A Brief Guide to Agricultural Property Relief

Agricultural Property Relief (APR) is a Tax Planning mechanism available to farmers and landowners. It is designed to make the transfer of farming land on death less financially burdensome. It provides total or partial Inheritance Tax relief and is therefore a valuable instrument to reduce the Inheritance Tax liability on an Estate.

Generally, APR applies to land that is used to grow crops or to rear animals. Growing crops, stud farms for breeding and rearing horses, farm buildings, cottages and farmhouses and trees that are planted and harvested at least every 10 years qualify for APR. Livestock, harvested crops, commercial letting of cottages and barns as well as farming equipment and machinery do not qualify for APR.  More often than not, where farmers own and farm the land themselves, the land will qualify for 100% relief.

Potential Pitfalls:

OWNERSHIP

You are required to own and occupy the land for agricultural purposes for the two years before death. Where you are married or in a Civil Partnership and you pass the agricultural land to your spouse, this ownership will continue as from the date of purchase.

VALUATION OF LAND

On death, the land is valued, however it is not necessarily valued at market value. It is valued as if it contained a restriction allowing it to be used only for agricultural purposes. It is usually assumed that around a 30% discount on the market value is given. Therefore Agricultural Property Relief may only cover a percentage of the value of the land, leaving part of it liable to Inheritance Tax. There is however, the possibility that the excess value could be relived by relying on Business Property Relief.

FARMHOUSE

A farmhouse on the land may qualify for APR if it is occupied for the purposes of agriculture. When you purchase the land, the farmhouse that you live in, as long as you continue to farm the land, should qualify for APR if it meets the test. If, however you do not actively farm the land but let the farmland out to other farmers, then the farmhouse you live in will not qualify for APR as it is not being used for the purposes of agriculture.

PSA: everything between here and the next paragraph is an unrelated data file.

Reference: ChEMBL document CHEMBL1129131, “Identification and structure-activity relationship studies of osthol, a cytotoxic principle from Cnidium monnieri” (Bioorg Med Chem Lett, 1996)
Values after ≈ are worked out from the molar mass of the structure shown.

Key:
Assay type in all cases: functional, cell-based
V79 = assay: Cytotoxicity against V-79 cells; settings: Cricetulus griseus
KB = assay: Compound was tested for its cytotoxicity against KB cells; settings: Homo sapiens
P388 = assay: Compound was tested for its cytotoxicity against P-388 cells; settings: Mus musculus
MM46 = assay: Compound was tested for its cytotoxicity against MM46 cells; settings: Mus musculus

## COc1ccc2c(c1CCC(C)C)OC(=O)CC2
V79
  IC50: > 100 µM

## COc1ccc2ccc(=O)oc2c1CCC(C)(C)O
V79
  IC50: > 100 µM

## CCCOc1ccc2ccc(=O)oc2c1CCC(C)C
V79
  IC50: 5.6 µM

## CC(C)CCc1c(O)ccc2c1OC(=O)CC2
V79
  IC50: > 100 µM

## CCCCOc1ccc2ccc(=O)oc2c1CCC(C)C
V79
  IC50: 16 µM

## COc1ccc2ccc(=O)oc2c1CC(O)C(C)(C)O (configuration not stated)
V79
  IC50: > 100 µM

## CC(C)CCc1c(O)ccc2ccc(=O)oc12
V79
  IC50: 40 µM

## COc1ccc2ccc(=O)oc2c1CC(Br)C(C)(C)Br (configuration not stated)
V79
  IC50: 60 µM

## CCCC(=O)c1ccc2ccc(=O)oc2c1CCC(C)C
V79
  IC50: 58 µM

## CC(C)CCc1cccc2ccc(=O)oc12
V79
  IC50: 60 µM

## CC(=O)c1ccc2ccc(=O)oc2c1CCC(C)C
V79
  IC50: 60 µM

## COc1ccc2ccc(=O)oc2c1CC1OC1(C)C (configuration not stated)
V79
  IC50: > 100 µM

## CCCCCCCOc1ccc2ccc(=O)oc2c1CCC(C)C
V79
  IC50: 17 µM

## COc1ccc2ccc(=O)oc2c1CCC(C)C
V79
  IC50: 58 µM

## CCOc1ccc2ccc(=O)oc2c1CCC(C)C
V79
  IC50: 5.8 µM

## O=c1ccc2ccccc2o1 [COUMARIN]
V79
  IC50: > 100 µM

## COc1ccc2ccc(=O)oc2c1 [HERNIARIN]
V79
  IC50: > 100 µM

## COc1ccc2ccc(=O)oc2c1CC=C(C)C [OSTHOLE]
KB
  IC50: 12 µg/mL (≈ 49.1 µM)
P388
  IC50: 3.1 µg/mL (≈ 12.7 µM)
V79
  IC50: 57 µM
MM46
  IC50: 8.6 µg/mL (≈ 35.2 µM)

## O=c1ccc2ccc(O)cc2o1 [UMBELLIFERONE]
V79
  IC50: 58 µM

The test to see whether a farmhouse qualifies for APR is called the ‘Character Appropriate Test’ and raises questions as to whether the farmhouse is appropriate for the context and size of the land being farmed. This includes considering whether the farmhouse is too big for the land that this being farmed. Further, if the farming business is operated out of the farmhouse e.g., the central office is within the farmhouse, then this supports the claim for APR.

HMRC will take into account your ages and question whether the farmhouse is being used by yourself as a ‘home for retirement’. It is often sensible to look at having younger generations, who are involved in the business, to occupy the farmhouse.

HORSES AND LIVERY

For the purposes of APR, there must be a link with the horses and agricultural use. The breeding and rearing of horses on a stud farm, and the grazing of horses and any buildings used in connection with these activities is likely to qualify for APR. 

Where the horses are grazed for a livery business, APR will not apply. However, in rare cases, Business Property Relief may be available depending on what additional services are provided in conjunction with this.

Key Points to Takeaway:

The above information provides a general overview of APR and some possible things to consider when tax planning for agricultural properly.

If you have agricultural land (or are considering purchasing agricultural land) it is recommended that you seek legal advice as to the Inheritance Tax position of the land as it may be possible to make changes to increase the availability of Agricultural Property Relief. Please contact us to speak to a member of our Private Wealth & Inheritance Team.

Nicole Miller
Legal Director, Private Wealth & Inheritance
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This reflects the law and market position at the date of publication and is written as a general guide. It does not contain definitive legal advice, which should be sought in relation to a specific matter.

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